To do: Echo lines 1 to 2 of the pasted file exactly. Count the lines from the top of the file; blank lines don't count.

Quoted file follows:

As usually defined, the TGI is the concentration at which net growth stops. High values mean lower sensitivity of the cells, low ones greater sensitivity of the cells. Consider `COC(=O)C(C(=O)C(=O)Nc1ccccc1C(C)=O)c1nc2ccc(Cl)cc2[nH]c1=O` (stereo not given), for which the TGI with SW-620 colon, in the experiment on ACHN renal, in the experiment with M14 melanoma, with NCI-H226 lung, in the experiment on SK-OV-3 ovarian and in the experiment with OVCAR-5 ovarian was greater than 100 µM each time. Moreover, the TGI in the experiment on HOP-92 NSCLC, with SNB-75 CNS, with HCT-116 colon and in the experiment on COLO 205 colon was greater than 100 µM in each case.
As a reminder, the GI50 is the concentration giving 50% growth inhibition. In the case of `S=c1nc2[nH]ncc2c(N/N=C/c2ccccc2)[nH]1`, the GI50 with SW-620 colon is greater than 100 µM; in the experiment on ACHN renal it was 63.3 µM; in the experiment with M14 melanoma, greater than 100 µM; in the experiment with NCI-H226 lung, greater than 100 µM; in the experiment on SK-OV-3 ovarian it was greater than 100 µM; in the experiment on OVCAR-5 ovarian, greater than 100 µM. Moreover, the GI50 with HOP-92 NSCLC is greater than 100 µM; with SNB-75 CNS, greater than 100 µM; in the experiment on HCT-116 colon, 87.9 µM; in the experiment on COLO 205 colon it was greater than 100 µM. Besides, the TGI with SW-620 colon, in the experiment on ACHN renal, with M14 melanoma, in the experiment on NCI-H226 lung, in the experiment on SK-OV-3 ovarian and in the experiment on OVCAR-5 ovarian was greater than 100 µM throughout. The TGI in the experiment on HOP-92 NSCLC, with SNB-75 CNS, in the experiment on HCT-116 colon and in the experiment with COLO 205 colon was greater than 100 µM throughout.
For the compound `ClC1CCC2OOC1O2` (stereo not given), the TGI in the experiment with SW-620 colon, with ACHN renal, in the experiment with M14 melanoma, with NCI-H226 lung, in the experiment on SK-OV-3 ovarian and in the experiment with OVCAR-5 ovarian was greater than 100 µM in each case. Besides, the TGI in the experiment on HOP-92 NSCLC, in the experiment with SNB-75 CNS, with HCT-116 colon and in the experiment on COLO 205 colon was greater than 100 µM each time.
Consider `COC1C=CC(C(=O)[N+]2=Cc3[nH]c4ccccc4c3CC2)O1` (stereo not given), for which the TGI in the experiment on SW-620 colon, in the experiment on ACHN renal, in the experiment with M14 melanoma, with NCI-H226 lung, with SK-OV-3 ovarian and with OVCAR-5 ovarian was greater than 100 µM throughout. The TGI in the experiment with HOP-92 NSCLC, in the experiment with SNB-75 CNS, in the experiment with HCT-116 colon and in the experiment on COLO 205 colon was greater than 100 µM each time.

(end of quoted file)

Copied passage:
As usually defined, the TGI is the concentration at which net growth stops. High values mean lower sensitivity of the cells, low ones greater sensitivity of the cells. Consider `COC(=O)C(C(=O)C(=O)Nc1ccccc1C(C)=O)c1nc2ccc(Cl)cc2[nH]c1=O` (stereo not given), for which the TGI with SW-620 colon, in the experiment on ACHN renal, in the experiment with M14 melanoma, with NCI-H226 lung, in the experiment on SK-OV-3 ovarian and in the experiment with OVCAR-5 ovarian was greater than 100 µM each time. Moreover, the TGI in the experiment on HOP-92 NSCLC, with SNB-75 CNS, with HCT-116 colon and in the experiment on COLO 205 colon was greater than 100 µM in each case.
As a reminder, the GI50 is the concentration giving 50% growth inhibition. In the case of `S=c1nc2[nH]ncc2c(N/N=C/c2ccccc2)[nH]1`, the GI50 with SW-620 colon is greater than 100 µM; in the experiment on ACHN renal it was 63.3 µM; in the experiment with M14 melanoma, greater than 100 µM; in the experiment with NCI-H226 lung, greater than 100 µM; in the experiment on SK-OV-3 ovarian it was greater than 100 µM; in the experiment on OVCAR-5 ovarian, greater than 100 µM. Moreover, the GI50 with HOP-92 NSCLC is greater than 100 µM; with SNB-75 CNS, greater than 100 µM; in the experiment on HCT-116 colon, 87.9 µM; in the experiment on COLO 205 colon it was greater than 100 µM. Besides, the TGI with SW-620 colon, in the experiment on ACHN renal, with M14 melanoma, in the experiment on NCI-H226 lung, in the experiment on SK-OV-3 ovarian and in the experiment on OVCAR-5 ovarian was greater than 100 µM throughout. The TGI in the experiment on HOP-92 NSCLC, with SNB-75 CNS, in the experiment on HCT-116 colon and in the experiment with COLO 205 colon was greater than 100 µM throughout.